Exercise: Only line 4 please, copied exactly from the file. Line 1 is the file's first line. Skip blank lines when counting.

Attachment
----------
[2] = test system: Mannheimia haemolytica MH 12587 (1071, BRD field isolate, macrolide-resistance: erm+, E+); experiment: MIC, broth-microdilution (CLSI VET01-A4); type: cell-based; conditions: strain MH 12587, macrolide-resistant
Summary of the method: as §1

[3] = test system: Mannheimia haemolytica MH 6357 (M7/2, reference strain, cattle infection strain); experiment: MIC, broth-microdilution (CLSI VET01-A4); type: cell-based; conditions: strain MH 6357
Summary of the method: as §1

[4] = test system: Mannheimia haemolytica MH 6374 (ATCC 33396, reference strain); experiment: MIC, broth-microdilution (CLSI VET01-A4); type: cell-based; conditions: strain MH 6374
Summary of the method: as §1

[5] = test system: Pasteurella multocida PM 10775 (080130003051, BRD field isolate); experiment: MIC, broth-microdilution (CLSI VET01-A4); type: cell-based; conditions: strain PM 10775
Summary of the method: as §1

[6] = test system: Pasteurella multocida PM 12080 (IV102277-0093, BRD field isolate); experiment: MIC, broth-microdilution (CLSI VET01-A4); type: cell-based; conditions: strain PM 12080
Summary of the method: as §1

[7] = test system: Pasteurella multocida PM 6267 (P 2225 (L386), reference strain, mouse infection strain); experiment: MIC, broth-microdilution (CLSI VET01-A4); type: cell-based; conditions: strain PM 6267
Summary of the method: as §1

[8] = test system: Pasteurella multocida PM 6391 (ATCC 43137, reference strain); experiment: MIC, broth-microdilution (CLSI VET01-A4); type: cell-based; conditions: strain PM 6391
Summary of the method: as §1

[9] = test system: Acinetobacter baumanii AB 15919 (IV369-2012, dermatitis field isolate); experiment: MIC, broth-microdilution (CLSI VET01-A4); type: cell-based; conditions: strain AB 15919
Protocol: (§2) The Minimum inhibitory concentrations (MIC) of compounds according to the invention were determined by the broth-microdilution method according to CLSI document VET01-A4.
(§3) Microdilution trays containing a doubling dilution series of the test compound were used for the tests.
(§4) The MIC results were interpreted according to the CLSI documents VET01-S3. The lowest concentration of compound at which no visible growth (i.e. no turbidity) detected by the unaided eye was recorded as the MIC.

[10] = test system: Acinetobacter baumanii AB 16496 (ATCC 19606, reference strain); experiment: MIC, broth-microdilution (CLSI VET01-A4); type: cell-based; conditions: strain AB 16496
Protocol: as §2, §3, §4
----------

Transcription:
Summary of the method: as §1